Prime Ministers[edit]

Abbreviation key: No.: Incumbent No., Min.: Ministry
Colour key:
Provinces key: AB: Alberta, BC: British Columbia, MB: Manitoba, NS: Nova Scotia, ON: Ontario, QC: Quebec, SK: Saskatchewan
No. Portrait Name
(Birth–Death)
District
Min. Term of office Electoral mandates (Parliaments) Political party Refs
1
(1 of 2)
Sir John A Macdonald circa 1878 retouched.jpg
Sir John A. Macdonald
(1815–1891)
MP for Kingston, ON
1st 1 July
1867
5 November
1873
Liberal-Conservative Party [2][5]
Minister of Justice; Integration of Rupert's Land and the North-Western Territory into Canada; Manitoba Act; Red River Rebellion; British Columbia and Prince Edward Island join confederation; Creation of the North-West Mounted Police; Resigned over Pacific Scandal
2
Alexander McKenzie3.jpg
Alexander Mackenzie
(1822–1892)
MP for Lambton, ON
2nd 7 November
1873
8 October
1878
Liberal Party [6][7]
Pacific Scandal; Creation of the Supreme Court; Establishment of the Royal Military College; Created the office of the Auditor General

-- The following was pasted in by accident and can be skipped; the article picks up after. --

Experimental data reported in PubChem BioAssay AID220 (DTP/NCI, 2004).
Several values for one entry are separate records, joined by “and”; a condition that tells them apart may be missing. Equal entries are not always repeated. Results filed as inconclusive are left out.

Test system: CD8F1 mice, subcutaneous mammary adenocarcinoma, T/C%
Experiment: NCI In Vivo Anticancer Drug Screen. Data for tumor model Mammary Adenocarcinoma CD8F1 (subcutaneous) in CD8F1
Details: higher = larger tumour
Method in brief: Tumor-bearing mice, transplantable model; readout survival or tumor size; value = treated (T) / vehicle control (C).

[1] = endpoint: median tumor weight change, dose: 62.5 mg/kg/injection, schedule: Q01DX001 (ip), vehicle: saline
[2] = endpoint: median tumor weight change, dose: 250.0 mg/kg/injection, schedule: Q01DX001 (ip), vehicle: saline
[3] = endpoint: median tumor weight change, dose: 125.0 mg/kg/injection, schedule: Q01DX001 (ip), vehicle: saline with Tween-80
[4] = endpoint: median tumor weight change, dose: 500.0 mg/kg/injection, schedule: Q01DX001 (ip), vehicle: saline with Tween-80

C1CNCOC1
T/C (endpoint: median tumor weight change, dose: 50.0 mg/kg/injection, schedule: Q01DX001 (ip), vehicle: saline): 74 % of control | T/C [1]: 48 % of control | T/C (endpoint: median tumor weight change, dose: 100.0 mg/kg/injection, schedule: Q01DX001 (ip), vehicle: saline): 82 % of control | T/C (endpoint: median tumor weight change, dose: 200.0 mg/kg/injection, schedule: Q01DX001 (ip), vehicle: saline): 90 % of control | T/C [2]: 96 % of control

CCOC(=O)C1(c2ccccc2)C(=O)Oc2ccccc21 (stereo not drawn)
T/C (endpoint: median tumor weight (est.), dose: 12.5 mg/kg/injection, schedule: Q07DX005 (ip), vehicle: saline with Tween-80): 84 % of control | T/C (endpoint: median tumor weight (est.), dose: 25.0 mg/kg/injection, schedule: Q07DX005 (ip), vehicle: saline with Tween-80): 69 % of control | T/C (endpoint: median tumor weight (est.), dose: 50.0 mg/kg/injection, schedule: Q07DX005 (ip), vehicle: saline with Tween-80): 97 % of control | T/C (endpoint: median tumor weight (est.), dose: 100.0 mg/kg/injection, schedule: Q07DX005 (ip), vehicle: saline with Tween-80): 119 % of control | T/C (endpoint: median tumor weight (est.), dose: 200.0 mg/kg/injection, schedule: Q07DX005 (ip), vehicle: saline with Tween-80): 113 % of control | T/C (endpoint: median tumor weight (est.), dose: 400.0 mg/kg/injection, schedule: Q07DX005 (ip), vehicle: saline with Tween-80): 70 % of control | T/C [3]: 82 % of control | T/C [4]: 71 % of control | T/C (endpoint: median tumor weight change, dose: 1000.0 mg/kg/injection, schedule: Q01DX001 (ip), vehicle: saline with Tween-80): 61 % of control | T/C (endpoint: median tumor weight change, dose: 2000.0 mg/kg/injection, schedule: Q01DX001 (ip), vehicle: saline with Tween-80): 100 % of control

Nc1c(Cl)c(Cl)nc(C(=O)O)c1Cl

1
(2 of 2)
Sir John A Macdonald circa 1878 retouched.jpg
Sir John A. Macdonald
(1815–1891)
MP for Victoria, BC until 1882
MP for Carleton, ON until 1887
MP for Kingston, ON
3rd 17 October
1878
6 June
1891
Liberal-Conservative Party [8][9]
National Policy; Railway to the Pacific; North-West Rebellion; Hanging of Louis Riel. Died in office (stroke).
3
Johnabbott.jpg
Sir John Abbott
(1821–1893)
Senator for Quebec
4th 16 June
1891
24 November
1892
Liberal-Conservative Party [10][11]
Succeeded on Macdonald's death due to objections to the Catholic John Thompson. In ill health; retired.
4
John Thompson.jpg
Sir John Thompson
(1845–1894)
MP for Antigonish, NS
5th 5 December
1892
12 December
1894
Liberal-Conservative Party [12][13]
Minister of Justice; First Catholic Prime Minister. Manitoba Schools Question. Died in office (heart attack).
5
SirMackenzieBowell.jpg
Sir Mackenzie Bowell
(1823–1917)
Senator for Ontario
6th 21 December
1894
27 April
1896
Conservative Party (historical) [14][15]
Manitoba Schools Question.
6
Chas Tupper - GG Bain.jpg
Sir Charles Tupper
(1821–1915)
Did not serve in Parliament while Prime Minister
7th 1 May
1896
8 July
1896
  • Inter-election appt. (no parl't)
Conservative Party (historical) [16][17]
Oldest Canadian PM. Aimed to defeat Patrons of Industry, but dominated by Manitoba Schools Question. Never sat in parliament as Prime Minister.
7
Laurier-sm.jpg
Sir Wilfrid Laurier
(1841–1919)
MP for Quebec East, QC
8th 11 July